Although Kubrick never made a movie about Beethoven, the composer has been the subject of many films, from Abel Gance’s Un Grand Amour de Beethoven (1938), to Walt Disney’s The Magnificent Rebel (1962), Paul Morrissey’s Beethoven’s Nephew (1987), and Bernard Rose’s Immortal Beloved (1994). If these films are fraught with biographical inaccuracies and musical distortions (listen to Walter Carlos’s transmogrifications of Beethoven in A Clockwork Orange), they at least bear out the words of Saki regarding works of historical fiction: They are true enough to be interesting but not true enough to be tiresome.
   ■ Comini, Alessandra, The Changing Image of Beethoven: A Study in Mythmaking (New York: Rizzoli, 1987);
   ■ Tibbetts, John C. ,“They Oughta Be in Pictures:The Composer at the Movies,” American Record Guide, January-June 1995, pp. 6–10.

The Encyclopedia of Stanley Kubrick. . 2002.

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  • Beethoven, Ludwig van — Beethoven, Ludwig van, Ludwig van, wurde den 17. Dezember 1770 (nach einer andern Angabe den 16. Dezember 1772) zu Bonn geboren, wo sein Vater Tenorsänger in der kurfürstlichen Kapelle war. Frühzeitig entwickelte sich sein gewaltiges Talent für… …   Damen Conversations Lexikon

  • Beethoven, Ludwig van — • Composer (1770 1827) Catholic Encyclopedia. Kevin Knight. 2006 …   Catholic encyclopedia

  • Beethoven, Ludwig van — (baptized Dec. 17, 1770, Bonn, archbishopric of Cologne died March 26, 1827, Vienna, Austria) German composer. Born to a musical family, he was a precociously gifted pianist and violist. After nine years as a court musician in Bonn, he moved to… …   Universalium

  • Beethoven,Ludwig van — Bee·tho·ven (bāʹtō vən), Ludwig van. 1770 1827. German composer. Among the greatest composers in history, he began to lose his hearing in 1801 and was deaf by 1819. His music, which formed a transition from classical to romantic composition,… …   Universalium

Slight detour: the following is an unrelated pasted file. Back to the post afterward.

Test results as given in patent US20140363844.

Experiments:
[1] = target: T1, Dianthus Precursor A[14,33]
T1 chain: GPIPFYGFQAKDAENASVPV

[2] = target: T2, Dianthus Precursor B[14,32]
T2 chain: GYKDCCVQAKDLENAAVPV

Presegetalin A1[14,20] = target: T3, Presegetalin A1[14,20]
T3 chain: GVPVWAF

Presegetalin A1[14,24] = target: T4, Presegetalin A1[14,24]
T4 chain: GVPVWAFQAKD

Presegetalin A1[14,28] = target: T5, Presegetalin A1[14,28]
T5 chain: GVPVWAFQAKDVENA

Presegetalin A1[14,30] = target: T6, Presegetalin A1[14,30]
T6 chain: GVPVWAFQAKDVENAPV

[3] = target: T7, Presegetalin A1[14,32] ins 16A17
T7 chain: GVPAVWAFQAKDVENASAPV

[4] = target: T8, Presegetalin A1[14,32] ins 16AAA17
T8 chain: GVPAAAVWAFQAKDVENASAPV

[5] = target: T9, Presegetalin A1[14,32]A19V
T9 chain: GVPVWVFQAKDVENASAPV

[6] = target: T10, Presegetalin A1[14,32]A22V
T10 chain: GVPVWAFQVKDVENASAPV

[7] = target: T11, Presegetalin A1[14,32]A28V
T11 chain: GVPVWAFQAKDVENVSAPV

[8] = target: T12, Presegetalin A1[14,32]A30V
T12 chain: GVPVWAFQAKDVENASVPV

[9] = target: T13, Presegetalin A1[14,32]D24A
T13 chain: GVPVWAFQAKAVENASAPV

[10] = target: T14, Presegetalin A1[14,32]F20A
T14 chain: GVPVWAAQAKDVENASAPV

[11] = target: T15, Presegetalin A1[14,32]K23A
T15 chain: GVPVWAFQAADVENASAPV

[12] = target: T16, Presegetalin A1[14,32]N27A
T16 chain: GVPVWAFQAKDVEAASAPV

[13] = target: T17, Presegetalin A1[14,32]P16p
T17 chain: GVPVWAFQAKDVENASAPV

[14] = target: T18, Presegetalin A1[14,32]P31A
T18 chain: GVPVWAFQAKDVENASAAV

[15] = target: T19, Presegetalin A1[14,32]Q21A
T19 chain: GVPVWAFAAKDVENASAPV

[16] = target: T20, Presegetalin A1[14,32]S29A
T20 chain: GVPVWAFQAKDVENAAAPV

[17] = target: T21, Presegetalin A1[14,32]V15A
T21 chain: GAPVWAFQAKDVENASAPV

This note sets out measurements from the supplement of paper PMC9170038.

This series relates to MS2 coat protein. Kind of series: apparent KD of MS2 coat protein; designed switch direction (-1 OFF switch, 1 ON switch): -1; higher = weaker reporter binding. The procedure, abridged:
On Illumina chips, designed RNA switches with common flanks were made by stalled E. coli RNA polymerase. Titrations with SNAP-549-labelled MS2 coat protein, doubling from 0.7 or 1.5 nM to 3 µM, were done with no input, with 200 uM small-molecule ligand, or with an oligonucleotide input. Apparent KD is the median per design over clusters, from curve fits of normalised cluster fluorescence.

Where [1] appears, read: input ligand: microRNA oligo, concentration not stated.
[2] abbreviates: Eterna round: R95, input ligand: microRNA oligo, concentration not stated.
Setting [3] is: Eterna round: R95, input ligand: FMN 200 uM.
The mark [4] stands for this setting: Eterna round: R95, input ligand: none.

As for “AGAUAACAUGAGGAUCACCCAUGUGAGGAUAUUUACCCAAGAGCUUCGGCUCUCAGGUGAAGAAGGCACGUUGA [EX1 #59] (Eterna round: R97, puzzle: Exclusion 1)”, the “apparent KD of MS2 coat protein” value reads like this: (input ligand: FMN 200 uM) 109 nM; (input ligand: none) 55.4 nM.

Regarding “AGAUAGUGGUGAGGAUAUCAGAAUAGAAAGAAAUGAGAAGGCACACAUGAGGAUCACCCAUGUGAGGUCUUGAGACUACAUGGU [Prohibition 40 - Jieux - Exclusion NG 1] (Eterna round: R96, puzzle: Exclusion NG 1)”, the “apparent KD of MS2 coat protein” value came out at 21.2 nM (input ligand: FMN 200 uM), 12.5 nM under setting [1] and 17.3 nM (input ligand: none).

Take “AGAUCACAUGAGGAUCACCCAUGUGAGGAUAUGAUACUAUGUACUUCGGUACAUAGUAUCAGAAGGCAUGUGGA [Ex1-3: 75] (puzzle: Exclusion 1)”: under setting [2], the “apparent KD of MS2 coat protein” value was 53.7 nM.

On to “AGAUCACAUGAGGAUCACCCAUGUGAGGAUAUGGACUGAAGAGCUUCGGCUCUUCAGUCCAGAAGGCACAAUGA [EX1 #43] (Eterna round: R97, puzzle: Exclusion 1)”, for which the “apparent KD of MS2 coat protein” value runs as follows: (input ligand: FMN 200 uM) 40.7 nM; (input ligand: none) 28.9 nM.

• Beethoven, Ludwig van — (1770–1827)    The composer was the offspring of a musical family that had emigrated to Germany from the Netherlands. At 13 years of age, Beethoven played viola and harpsichord in the house orchestra of the prince bishop of Bonn. He studied… …   Historical dictionary of Austria

  • Beethoven, Ludwig van — ► (1770 1827) Compositor alemán. Recibió lecciones de Mozart. Sobresalió en la sinfonía, que con él alcanza la madurez expresiva y formal; compuso nueve en total: la primera en do mayor (1800); la segunda en re mayor (1803); la tercera en mi… …   Enciclopedia Universal

  • Beethoven, Ludwig van — (baptized 17 December 1770, Bonn – 26 March 1827, Vienna)    Renowned chiefly for his supreme mastery of instrumental genres symphony, concerto, sonata, and string quartet Beethoven only composed four explicitly sacred works: the oratorio… …   Historical dictionary of sacred music

  • Beethoven, Ludwig van —  (1770–1827) German composer …   Bryson’s dictionary for writers and editors

  • Ludwig van Beethoven — (1770–1827); Idealisiertes Gemälde von Joseph Karl Stieler von 1820 …   Deutsch Wikipedia